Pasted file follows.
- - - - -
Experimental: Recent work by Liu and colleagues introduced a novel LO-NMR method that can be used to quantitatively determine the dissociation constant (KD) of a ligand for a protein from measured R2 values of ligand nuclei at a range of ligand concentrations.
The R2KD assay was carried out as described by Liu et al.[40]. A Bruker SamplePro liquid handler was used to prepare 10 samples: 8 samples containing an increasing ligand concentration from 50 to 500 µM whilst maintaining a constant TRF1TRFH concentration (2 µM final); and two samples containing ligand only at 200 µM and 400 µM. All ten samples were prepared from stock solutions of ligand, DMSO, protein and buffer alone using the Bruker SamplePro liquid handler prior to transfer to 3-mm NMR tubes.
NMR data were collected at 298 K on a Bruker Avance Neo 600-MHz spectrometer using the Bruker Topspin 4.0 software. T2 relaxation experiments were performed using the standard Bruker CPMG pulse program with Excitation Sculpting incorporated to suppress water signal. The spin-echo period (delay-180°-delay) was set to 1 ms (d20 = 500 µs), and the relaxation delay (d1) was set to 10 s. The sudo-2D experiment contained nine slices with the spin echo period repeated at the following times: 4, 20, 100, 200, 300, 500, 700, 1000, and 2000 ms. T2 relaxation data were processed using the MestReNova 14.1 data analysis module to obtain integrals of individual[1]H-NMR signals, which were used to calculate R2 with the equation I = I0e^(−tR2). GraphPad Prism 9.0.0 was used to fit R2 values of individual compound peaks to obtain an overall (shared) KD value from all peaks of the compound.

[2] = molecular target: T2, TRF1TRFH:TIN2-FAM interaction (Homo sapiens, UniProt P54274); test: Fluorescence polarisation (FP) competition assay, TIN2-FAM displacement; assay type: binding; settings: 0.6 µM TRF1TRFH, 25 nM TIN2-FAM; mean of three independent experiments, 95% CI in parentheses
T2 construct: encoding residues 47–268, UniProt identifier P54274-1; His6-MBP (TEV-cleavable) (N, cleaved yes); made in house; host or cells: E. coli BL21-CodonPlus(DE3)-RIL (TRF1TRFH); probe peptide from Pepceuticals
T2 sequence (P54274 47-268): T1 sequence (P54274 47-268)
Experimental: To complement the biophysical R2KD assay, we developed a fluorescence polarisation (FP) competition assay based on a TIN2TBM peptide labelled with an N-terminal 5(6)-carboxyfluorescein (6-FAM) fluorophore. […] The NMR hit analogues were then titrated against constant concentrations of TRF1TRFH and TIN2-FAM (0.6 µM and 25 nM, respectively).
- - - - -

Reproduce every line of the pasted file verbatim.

Experimental: Recent work by Liu and colleagues introduced a novel LO-NMR method that can be used to quantitatively determine the dissociation constant (KD) of a ligand for a protein from measured R2 values of ligand nuclei at a range of ligand concentrations.
The R2KD assay was carried out as described by Liu et al.[40]. A Bruker SamplePro liquid handler was used to prepare 10 samples: 8 samples containing an increasing ligand concentration from 50 to 500 µM whilst maintaining a constant TRF1TRFH concentration (2 µM final); and two samples containing ligand only at 200 µM and 400 µM. All ten samples were prepared from stock solutions of ligand, DMSO, protein and buffer alone using the Bruker SamplePro liquid handler prior to transfer to 3-mm NMR tubes.
NMR data were collected at 298 K on a Bruker Avance Neo 600-MHz spectrometer using the Bruker Topspin 4.0 software. T2 relaxation experiments were performed using the standard Bruker CPMG pulse program with Excitation Sculpting incorporated to suppress water signal. The spin-echo period (delay-180°-delay) was set to 1 ms (d20 = 500 µs), and the relaxation delay (d1) was set to 10 s. The sudo-2D experiment contained nine slices with the spin echo period repeated at the following times: 4, 20, 100, 200, 300, 500, 700, 1000, and 2000 ms. T2 relaxation data were processed using the MestReNova 14.1 data analysis module to obtain integrals of individual[1]H-NMR signals, which were used to calculate R2 with the equation I = I0e^(−tR2). GraphPad Prism 9.0.0 was used to fit R2 values of individual compound peaks to obtain an overall (shared) KD value from all peaks of the compound.

[2] = molecular target: T2, TRF1TRFH:TIN2-FAM interaction (Homo sapiens, UniProt P54274); test: Fluorescence polarisation (FP) competition assay, TIN2-FAM displacement; assay type: binding; settings: 0.6 µM TRF1TRFH, 25 nM TIN2-FAM; mean of three independent experiments, 95% CI in parentheses
T2 construct: encoding residues 47–268, UniProt identifier P54274-1; His6-MBP (TEV-cleavable) (N, cleaved yes); made in house; host or cells: E. coli BL21-CodonPlus(DE3)-RIL (TRF1TRFH); probe peptide from Pepceuticals
T2 sequence (P54274 47-268): T1 sequence (P54274 47-268)
Experimental: To complement the biophysical R2KD assay, we developed a fluorescence polarisation (FP) competition assay based on a TIN2TBM peptide labelled with an N-terminal 5(6)-carboxyfluorescein (6-FAM) fluorophore. […] The NMR hit analogues were then titrated against constant concentrations of TRF1TRFH and TIN2-FAM (0.6 µM and 25 nM, respectively).